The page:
Results in mice suggest a key gene might not be to blame, researchers say
MONDAY, Aug. 20 (HealthDay News) -- Research with mice is poking holes in a prevailing theory on the origins of Alzheimer's, scientists say.
Mice without a gene thought to rein in cell-damaging free radicals actually had fewer Alzheimer's-linked brain plaques than mice with the gene.
"This finding may go beyond Alzheimer's into all aging theory," noted lead researcher Carlos T. Moraes, an associate professor of neurology and cell biology and anatomy at the University of Miami Miller School of Medicine.
The study is published in this week's early edition of the journal Proceedings of the National Academy of Sciences.
Moraes said that, right now, "nobody knows what causes Alzheimer's disease," which affects more than 4.5 million Americans according to the National Institutes of Health.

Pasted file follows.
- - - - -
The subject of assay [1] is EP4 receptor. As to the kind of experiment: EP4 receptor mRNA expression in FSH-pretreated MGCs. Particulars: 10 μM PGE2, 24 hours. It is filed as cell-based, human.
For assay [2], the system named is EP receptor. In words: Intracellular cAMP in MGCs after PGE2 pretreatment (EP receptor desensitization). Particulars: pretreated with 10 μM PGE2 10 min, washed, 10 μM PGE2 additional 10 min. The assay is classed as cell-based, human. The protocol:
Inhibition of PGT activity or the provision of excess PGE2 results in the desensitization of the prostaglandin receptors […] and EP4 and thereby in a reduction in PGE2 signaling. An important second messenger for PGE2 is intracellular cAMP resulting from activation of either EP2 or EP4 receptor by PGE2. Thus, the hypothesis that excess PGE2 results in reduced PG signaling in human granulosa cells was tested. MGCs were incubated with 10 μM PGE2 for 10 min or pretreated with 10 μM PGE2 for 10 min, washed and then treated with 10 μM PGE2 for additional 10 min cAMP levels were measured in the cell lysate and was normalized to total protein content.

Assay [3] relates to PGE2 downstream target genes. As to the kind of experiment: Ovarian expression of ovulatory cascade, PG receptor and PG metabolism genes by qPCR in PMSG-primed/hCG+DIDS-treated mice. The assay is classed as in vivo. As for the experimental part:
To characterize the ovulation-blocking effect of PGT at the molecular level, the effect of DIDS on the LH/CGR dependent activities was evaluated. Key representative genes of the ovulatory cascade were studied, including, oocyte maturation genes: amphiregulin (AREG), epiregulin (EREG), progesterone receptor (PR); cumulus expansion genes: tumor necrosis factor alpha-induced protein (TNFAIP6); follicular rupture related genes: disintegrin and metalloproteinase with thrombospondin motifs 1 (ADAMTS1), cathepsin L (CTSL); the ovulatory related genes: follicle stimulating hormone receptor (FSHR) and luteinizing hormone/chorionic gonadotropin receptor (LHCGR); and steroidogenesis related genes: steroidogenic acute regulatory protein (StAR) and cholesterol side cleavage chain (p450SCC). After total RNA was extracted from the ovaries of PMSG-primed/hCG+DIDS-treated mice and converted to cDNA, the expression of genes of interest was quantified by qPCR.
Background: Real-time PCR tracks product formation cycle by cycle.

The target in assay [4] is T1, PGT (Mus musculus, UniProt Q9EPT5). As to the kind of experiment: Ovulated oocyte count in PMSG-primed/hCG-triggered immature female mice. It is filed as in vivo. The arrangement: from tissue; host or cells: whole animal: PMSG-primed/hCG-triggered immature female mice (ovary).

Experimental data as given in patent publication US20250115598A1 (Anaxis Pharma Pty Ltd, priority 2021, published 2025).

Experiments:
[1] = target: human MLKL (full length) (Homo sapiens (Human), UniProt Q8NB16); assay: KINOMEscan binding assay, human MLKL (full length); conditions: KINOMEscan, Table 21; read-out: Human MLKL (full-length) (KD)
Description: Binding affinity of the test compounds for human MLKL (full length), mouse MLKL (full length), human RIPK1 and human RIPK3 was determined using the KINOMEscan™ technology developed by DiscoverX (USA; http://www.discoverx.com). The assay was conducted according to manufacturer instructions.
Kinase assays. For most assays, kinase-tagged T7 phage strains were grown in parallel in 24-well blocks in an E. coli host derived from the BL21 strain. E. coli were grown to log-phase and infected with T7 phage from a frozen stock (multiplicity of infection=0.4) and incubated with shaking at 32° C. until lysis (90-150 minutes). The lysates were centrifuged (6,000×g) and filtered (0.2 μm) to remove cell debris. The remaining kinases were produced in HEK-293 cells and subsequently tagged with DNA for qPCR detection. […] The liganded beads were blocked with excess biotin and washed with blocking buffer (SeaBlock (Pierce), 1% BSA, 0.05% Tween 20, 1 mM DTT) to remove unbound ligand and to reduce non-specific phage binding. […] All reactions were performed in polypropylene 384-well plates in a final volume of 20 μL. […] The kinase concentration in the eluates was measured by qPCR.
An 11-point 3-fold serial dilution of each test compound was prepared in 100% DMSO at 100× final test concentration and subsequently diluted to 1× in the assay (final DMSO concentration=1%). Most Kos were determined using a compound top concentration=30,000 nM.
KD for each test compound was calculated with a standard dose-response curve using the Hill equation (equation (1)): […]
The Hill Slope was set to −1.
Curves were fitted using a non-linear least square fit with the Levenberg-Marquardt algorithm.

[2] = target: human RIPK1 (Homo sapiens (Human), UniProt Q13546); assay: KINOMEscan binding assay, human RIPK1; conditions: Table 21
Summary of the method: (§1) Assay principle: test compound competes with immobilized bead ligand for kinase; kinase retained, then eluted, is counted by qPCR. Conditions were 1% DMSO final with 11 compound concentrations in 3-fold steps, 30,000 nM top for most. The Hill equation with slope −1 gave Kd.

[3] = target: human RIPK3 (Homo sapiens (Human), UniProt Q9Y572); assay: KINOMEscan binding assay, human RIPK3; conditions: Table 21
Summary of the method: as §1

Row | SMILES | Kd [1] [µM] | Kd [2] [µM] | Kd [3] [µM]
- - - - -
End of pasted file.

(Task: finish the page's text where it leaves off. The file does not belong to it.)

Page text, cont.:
However, one leading hypothesis is that there is a defect in the mitochondrial energy production system in cells, Moraes explained. The mitochondria are the cell's "power houses," giving it the energy it needs to function.
In prior studies, examination of the brain cells of people with Alzheimer's found some defects in an enzyme produced by the cytochrome c oxidase (COX) gene, which is important for mitochondrial energy production.
In addition, so-called "free radicals," which cause oxidative stress, are produced in the cell's mitochondria, Moraes noted. "It was assumed that when you have a problem with the COX gene, you have more free radicals being formed," he said.
To see how the gene worked, Moraes's group removed the COX10 gene in mice engineered to develop Alzheimer's disease.
"We expected to see that these animals would have more amyloid plaques," Moraes said. "But we got the opposite result," he said.
The animals without the COX10 gene actua